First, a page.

How Does Formative, Written Feedback Help Students Improve Their Geographical Writing

Abstract

Written communication is an essential performance of understanding and critical thought for the Geography student, especially given the assessment objectives of the current national curriculum. The literature affirms that iterative pedagogies that involve formative feedback, such as drafting and process writing, can be effective for developing writing competency. This article discusses the findings of an action research project on the effectiveness of formative written feedback to help upper secondary students improve their geographical writing. The article frames formative written feedback as a constructivist pedagogical approach, and highlights that effective formative feedback should help students improve by meeting their needs for scaffolding, modeling and affirmation. More broadly, formative written feedback is a means for teachers to model for their students a reflective attitude towards learning.

Introduction

As a discipline, Geography is rooted in the tradition of the humanities, which necessitates extended critical discussion of issues from a geographical lens. In the context of assessment, as well as teaching and learning, writing skills are fundamental for conveying this critical discussion, especially as a performance of understanding by the student. Such written performance is essential, not just as a summative gauge for promotion and accreditation, but also as valuable data that informs the teacher’s pedagogy and provides an indication of the student’s learning. It is no surprise then that the teaching of writing forms an important part of a holistic education, especially in the humanities.  It is also a particularly salient issue when geography students cannot write well, and even more aggravatingly, cannot demonstrate their understanding and thoughts about geographical matters effectively through writing. Indeed, the writing skills of students is an ongoing concern, whether at the tertiary level (Cadwallader and Scarboro, 1982; Gambell 1987), or at the secondary and pre-tertiary levels.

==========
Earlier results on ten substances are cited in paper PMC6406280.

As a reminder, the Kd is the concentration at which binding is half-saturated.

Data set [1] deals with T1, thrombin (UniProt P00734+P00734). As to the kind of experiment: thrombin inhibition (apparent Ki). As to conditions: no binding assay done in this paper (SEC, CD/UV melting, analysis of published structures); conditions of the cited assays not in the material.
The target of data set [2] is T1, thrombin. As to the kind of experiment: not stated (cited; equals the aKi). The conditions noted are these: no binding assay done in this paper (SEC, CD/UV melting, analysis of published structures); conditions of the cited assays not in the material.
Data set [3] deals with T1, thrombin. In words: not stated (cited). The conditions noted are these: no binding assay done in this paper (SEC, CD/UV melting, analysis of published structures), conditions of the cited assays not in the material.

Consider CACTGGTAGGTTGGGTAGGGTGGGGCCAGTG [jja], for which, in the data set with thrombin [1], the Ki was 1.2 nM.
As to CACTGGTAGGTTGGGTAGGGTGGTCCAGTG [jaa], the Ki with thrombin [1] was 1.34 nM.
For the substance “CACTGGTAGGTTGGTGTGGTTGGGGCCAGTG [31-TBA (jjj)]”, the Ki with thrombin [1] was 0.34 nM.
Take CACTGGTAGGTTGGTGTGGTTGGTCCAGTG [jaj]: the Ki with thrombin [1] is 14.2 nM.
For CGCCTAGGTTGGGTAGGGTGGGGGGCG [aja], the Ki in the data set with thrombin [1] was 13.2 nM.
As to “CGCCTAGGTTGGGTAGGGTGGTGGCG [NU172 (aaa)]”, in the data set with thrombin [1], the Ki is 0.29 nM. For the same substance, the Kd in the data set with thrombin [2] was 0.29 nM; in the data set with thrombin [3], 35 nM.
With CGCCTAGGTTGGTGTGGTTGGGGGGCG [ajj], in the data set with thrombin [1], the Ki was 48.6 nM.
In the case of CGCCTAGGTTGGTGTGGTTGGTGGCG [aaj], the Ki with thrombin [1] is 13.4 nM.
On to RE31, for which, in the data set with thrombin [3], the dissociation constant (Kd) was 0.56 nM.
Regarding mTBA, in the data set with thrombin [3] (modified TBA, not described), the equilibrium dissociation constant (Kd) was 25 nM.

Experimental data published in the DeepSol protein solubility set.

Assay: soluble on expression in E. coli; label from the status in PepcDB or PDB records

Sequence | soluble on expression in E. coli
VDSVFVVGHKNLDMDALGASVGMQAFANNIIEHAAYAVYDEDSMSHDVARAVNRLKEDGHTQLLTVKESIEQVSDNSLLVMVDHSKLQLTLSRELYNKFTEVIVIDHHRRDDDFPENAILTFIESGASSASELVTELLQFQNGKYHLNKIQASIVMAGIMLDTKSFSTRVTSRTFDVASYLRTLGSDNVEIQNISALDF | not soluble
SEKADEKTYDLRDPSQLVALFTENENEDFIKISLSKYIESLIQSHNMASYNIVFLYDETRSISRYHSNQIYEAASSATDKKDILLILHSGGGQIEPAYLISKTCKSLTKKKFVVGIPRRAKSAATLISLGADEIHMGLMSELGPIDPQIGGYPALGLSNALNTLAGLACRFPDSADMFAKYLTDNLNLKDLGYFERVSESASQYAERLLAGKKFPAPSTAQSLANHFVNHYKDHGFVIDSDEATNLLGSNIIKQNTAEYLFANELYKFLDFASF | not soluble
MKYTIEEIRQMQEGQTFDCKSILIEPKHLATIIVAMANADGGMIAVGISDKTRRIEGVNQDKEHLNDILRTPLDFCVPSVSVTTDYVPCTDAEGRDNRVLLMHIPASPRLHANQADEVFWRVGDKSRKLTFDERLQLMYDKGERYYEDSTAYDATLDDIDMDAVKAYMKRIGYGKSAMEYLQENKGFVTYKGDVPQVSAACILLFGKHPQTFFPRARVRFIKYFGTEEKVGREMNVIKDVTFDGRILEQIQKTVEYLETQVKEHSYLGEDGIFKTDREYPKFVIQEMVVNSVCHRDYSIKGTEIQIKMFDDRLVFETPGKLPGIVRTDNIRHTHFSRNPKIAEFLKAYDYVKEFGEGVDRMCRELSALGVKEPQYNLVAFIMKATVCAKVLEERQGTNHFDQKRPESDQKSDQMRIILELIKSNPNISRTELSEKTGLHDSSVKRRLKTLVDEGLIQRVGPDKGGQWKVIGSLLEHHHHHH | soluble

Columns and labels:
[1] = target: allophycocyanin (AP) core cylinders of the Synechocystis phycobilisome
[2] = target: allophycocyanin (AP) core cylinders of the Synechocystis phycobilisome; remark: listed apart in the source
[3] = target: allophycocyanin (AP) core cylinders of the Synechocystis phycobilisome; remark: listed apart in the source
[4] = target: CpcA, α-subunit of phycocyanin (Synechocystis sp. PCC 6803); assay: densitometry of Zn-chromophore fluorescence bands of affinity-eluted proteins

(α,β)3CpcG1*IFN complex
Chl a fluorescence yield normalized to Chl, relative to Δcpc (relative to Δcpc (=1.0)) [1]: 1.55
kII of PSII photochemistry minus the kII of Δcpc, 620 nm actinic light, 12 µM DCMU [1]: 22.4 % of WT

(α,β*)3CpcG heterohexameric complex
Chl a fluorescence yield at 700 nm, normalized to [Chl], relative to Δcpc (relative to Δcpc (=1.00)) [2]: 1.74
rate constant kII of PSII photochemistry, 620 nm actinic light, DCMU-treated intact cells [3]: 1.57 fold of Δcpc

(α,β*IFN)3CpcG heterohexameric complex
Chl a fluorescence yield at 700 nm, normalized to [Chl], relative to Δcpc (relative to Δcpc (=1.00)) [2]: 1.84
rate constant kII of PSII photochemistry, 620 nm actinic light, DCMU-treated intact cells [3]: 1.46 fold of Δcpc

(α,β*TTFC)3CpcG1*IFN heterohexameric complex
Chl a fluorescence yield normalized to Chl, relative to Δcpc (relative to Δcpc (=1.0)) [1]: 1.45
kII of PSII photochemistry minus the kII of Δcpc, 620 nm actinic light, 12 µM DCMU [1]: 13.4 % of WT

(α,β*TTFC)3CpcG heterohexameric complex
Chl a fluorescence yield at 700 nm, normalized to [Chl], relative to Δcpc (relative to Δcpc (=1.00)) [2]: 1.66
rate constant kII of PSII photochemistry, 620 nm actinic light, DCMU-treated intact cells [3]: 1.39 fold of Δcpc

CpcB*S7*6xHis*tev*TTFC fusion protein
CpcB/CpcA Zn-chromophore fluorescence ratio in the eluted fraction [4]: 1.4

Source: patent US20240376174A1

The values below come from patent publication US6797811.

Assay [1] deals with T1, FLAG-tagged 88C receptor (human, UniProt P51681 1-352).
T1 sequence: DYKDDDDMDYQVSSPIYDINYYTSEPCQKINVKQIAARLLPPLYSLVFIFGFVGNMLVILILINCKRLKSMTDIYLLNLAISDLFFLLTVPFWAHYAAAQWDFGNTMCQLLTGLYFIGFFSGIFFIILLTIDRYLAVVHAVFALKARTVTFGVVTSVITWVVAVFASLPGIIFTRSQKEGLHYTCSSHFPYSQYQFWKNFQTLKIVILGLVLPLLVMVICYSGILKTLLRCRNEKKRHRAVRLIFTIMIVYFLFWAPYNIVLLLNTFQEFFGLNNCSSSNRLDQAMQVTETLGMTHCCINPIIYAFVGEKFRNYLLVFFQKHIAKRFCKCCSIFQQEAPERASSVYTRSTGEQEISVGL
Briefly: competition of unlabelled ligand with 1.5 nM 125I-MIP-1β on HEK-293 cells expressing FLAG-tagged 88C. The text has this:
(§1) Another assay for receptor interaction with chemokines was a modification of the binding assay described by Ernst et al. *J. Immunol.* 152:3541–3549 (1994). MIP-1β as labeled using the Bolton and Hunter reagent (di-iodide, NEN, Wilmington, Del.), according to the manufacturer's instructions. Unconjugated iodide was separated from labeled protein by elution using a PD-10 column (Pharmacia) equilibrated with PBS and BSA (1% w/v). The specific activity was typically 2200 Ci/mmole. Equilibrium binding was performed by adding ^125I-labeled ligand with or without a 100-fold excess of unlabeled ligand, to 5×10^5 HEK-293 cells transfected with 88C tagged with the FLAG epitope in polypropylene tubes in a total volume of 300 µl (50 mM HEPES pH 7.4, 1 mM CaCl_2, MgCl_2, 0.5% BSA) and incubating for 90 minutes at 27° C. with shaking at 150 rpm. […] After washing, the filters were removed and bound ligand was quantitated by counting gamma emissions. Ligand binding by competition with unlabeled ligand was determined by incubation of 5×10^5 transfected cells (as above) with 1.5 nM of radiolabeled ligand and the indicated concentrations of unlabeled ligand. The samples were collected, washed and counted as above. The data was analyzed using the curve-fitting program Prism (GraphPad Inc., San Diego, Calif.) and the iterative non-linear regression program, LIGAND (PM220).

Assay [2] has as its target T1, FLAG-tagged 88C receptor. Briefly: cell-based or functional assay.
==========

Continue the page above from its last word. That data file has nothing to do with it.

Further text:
Thompson et.al (2005) and Dummer et. al. (2008) assert that getting students to be more comfortable with writing regularly within the geography discipline can help students with deep learning (Slinger-Friedman et.al, 2012, pg. 180). Many geography instructors argue that writing as part of classroom learning is crucial for students to learn to think like geographers (Libbee and Young, 1983; Slinger-Friedman and Patterson 2012, cited in Leydon et al., 2014) and writing allows students to explore ideas in-depth (Slinger-Friedman et.al., 2012).

In the current context of mainstream education in Singapore, the role of writing as a means for students to demonstrate competency in thinking and disciplinary knowledge has always been pertinent. Indeed, extended writing is still the main mode of assessment at the GCE ‘O’ Level and ‘A’ Level examinations, whether in short, structured answers or in extended essay responses (MOE and UCLES, 2015). Furthermore, the criteria for credit for essay questions can only be evidenced in the written responses of candidates, and the effective communication of these criteria necessitates good writing competency.

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An Inspiring Quote

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~ John Dewey, How We Think

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